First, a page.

Brunner, J. Robert Department of Food Science and Human Nutrition, Michigan State University, East Lansing, Michigan.
- Acid casein
- Rennet casein
- Links to Primary Literature
- Additional Readings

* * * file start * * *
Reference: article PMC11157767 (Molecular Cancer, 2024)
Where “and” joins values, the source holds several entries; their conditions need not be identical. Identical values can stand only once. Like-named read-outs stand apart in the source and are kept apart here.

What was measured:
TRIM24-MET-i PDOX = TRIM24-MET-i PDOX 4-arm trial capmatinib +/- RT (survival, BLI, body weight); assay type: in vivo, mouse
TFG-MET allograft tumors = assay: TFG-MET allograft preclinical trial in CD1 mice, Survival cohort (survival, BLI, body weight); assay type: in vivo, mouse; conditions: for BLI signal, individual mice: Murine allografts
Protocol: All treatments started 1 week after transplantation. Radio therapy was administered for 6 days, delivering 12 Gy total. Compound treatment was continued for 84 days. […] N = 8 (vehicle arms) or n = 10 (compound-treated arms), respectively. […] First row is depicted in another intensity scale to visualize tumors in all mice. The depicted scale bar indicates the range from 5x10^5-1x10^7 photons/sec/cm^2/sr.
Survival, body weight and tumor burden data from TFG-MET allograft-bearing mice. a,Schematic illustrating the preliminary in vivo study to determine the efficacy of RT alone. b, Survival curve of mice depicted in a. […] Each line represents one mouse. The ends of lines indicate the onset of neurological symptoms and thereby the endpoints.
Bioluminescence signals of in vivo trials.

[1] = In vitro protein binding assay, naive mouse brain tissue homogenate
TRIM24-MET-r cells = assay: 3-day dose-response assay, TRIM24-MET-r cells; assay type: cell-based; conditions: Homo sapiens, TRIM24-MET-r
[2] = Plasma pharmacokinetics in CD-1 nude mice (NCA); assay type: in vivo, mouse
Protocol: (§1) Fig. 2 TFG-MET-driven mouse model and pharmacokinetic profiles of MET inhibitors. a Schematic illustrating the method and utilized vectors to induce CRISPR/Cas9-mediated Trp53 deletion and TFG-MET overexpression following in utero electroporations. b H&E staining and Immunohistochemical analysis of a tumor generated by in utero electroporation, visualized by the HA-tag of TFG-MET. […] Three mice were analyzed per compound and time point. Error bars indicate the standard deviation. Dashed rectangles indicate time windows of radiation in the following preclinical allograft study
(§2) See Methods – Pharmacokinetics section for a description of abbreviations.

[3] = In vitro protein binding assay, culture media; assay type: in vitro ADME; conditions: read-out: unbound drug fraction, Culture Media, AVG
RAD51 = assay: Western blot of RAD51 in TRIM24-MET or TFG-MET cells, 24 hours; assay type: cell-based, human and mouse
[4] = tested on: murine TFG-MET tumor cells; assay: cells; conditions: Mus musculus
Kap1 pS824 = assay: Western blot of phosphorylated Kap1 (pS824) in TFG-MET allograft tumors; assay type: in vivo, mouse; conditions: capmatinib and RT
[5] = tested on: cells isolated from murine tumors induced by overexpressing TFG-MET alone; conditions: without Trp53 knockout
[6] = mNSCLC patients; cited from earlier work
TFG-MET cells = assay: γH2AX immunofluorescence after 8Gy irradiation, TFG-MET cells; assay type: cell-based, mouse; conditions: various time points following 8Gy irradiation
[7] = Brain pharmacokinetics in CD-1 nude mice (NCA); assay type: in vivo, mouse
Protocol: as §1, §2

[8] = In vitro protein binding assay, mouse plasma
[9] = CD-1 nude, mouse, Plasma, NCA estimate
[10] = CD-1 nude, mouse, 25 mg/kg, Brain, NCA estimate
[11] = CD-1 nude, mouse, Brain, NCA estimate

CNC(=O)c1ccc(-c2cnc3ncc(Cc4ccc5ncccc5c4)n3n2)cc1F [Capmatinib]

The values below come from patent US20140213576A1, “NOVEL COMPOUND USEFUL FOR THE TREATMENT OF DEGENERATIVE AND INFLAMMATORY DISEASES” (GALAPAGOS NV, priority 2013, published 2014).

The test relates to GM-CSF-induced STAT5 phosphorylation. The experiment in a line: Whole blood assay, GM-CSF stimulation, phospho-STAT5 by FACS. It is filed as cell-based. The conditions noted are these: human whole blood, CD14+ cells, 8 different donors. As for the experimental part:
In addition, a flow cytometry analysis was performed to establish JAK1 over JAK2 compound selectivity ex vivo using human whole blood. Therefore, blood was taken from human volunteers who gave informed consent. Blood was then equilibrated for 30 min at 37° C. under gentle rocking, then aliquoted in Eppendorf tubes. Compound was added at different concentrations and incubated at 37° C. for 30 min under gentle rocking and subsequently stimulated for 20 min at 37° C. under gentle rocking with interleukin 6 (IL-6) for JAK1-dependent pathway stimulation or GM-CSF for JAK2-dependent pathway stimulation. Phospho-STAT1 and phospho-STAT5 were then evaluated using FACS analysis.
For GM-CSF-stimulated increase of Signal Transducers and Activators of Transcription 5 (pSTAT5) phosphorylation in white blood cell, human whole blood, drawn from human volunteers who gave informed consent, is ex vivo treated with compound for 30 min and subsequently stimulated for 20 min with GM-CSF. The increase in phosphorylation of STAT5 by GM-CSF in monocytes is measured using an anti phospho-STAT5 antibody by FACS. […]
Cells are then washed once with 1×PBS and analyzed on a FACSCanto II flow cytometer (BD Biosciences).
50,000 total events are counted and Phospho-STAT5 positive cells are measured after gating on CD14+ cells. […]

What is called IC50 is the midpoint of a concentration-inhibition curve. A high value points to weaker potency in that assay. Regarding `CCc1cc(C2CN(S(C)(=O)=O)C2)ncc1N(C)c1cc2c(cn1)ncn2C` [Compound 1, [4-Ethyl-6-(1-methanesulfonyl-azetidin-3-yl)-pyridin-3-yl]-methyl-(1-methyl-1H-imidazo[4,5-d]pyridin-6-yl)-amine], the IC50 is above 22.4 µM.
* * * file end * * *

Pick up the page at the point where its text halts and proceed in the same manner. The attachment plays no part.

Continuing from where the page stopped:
The principal protein fraction of cows' milk. It accounts for about 80% of the protein content and is present in concentrations of 2.5–3.2%. The term casein, derived from the Latin word for cheese, caseus, was introduced into the scientific literature early in the nineteenth century to describe the primary protein of milk. Casein is a mixed complex of phosphoproteins existing in milk as colloidally dispersed micelles 50 to 600 nanometers in diameter. The variable-sized micelles are assembled from spherical subunits of nearly uniform diameter (10 to 20 nm), containing 25–30 casein molecules, and from small amounts of calcium phosphate which, together with serum ionic calcium, plays a significant role in micellar structure. Critical to the stability and size distribution of the micellar state is a calcium-insensitive phosphoprotein component which functions as a protective colloid to the system. When hydrolyzed by rennin (chymosin) as in the cheese-making process, it loses its hydrophilic, carboxy-terminal segment, predisposing the altered micellar system to the aggregation activity of calcium ions and subsequent clot formation. See also: Colloid; Micelle
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